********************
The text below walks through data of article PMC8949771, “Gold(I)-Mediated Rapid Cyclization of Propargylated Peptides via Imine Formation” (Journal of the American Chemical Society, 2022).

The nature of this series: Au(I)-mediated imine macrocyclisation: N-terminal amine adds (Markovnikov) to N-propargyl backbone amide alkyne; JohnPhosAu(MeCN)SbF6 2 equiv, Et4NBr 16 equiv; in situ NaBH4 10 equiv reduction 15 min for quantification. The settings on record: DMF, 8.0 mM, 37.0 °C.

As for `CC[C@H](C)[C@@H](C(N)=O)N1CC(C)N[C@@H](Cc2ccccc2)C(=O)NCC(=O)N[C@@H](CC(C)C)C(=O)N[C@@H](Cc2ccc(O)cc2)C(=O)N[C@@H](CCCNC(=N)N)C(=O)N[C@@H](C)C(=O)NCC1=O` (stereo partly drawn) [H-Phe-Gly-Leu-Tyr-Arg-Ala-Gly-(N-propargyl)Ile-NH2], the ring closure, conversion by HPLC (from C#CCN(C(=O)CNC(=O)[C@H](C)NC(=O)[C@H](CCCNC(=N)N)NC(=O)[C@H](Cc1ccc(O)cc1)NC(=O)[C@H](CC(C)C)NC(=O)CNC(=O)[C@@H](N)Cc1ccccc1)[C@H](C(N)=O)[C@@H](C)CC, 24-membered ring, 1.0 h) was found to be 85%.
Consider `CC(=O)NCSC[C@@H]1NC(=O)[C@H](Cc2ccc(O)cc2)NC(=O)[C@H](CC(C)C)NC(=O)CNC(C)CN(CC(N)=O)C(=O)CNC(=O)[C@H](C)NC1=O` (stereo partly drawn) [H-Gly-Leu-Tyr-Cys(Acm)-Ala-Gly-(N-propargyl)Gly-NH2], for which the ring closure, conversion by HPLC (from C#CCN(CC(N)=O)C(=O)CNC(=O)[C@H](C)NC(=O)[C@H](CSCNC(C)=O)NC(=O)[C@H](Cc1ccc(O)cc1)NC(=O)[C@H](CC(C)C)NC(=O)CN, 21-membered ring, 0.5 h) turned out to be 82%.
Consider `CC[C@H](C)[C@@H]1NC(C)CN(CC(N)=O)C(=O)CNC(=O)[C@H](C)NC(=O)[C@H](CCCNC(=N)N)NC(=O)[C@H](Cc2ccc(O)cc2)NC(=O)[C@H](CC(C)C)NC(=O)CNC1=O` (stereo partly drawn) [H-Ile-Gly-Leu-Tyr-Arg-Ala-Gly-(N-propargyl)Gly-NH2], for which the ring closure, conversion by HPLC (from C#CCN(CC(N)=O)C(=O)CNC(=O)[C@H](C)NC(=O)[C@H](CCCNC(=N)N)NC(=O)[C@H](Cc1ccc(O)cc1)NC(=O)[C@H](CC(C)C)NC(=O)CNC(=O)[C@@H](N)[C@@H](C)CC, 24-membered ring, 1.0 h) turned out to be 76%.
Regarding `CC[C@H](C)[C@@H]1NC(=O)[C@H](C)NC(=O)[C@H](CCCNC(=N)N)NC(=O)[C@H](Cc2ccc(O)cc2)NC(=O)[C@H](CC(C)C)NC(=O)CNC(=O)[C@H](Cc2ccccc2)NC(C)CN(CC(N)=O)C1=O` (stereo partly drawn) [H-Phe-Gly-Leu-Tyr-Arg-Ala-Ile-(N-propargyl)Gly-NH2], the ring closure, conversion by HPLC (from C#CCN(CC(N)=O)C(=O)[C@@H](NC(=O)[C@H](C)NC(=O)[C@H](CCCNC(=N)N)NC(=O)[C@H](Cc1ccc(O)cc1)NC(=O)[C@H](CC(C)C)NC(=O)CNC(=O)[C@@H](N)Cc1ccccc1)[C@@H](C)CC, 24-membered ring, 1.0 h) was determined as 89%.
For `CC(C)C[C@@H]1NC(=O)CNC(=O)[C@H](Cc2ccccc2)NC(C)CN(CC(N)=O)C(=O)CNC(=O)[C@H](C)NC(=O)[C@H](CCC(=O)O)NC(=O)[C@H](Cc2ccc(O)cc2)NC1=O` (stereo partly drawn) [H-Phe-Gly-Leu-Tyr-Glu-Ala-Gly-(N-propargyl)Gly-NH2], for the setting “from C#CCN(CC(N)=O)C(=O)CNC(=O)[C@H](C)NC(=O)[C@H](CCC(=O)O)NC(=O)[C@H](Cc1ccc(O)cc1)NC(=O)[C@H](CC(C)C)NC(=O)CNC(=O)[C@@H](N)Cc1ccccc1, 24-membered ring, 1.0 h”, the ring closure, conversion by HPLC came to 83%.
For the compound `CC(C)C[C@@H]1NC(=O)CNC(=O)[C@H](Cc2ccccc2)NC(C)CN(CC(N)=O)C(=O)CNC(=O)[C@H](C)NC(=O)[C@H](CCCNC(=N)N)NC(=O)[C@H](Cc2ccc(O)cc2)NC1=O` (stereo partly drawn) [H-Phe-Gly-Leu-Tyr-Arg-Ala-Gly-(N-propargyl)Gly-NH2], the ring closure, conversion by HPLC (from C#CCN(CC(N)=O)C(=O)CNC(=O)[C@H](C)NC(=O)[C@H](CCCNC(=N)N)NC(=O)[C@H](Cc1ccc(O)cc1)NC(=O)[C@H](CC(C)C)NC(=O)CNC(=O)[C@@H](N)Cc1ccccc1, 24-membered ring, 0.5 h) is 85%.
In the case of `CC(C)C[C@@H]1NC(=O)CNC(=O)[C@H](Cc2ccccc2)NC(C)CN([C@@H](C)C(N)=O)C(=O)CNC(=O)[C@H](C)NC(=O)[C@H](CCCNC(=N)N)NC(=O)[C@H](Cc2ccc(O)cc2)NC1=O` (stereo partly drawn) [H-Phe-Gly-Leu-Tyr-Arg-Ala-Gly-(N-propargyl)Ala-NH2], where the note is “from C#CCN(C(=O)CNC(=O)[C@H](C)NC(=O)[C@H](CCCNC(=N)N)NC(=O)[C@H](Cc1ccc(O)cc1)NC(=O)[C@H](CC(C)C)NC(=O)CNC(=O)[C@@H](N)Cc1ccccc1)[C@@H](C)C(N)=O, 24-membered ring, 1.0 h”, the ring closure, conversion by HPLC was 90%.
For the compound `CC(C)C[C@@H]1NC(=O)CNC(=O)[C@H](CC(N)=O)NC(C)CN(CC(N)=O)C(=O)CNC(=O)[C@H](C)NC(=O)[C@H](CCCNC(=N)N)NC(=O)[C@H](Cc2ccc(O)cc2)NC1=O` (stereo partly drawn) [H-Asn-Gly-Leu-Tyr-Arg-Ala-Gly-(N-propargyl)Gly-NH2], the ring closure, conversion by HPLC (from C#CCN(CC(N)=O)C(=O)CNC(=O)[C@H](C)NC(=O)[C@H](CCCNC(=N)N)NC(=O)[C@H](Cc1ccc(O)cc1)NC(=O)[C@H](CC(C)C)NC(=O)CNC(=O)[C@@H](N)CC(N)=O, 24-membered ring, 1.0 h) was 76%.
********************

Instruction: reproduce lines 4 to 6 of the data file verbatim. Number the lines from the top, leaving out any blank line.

Consider `CC(=O)NCSC[C@@H]1NC(=O)[C@H](Cc2ccc(O)cc2)NC(=O)[C@H](CC(C)C)NC(=O)CNC(C)CN(CC(N)=O)C(=O)CNC(=O)[C@H](C)NC1=O` (stereo partly drawn) [H-Gly-Leu-Tyr-Cys(Acm)-Ala-Gly-(N-propargyl)Gly-NH2], for which the ring closure, conversion by HPLC (from C#CCN(CC(N)=O)C(=O)CNC(=O)[C@H](C)NC(=O)[C@H](CSCNC(C)=O)NC(=O)[C@H](Cc1ccc(O)cc1)NC(=O)[C@H](CC(C)C)NC(=O)CN, 21-membered ring, 0.5 h) turned out to be 82%.
Consider `CC[C@H](C)[C@@H]1NC(C)CN(CC(N)=O)C(=O)CNC(=O)[C@H](C)NC(=O)[C@H](CCCNC(=N)N)NC(=O)[C@H](Cc2ccc(O)cc2)NC(=O)[C@H](CC(C)C)NC(=O)CNC1=O` (stereo partly drawn) [H-Ile-Gly-Leu-Tyr-Arg-Ala-Gly-(N-propargyl)Gly-NH2], for which the ring closure, conversion by HPLC (from C#CCN(CC(N)=O)C(=O)CNC(=O)[C@H](C)NC(=O)[C@H](CCCNC(=N)N)NC(=O)[C@H](Cc1ccc(O)cc1)NC(=O)[C@H](CC(C)C)NC(=O)CNC(=O)[C@@H](N)[C@@H](C)CC, 24-membered ring, 1.0 h) turned out to be 76%.
Regarding `CC[C@H](C)[C@@H]1NC(=O)[C@H](C)NC(=O)[C@H](CCCNC(=N)N)NC(=O)[C@H](Cc2ccc(O)cc2)NC(=O)[C@H](CC(C)C)NC(=O)CNC(=O)[C@H](Cc2ccccc2)NC(C)CN(CC(N)=O)C1=O` (stereo partly drawn) [H-Phe-Gly-Leu-Tyr-Arg-Ala-Ile-(N-propargyl)Gly-NH2], the ring closure, conversion by HPLC (from C#CCN(CC(N)=O)C(=O)[C@@H](NC(=O)[C@H](C)NC(=O)[C@H](CCCNC(=N)N)NC(=O)[C@H](Cc1ccc(O)cc1)NC(=O)[C@H](CC(C)C)NC(=O)CNC(=O)[C@@H](N)Cc1ccccc1)[C@@H](C)CC, 24-membered ring, 1.0 h) was determined as 89%.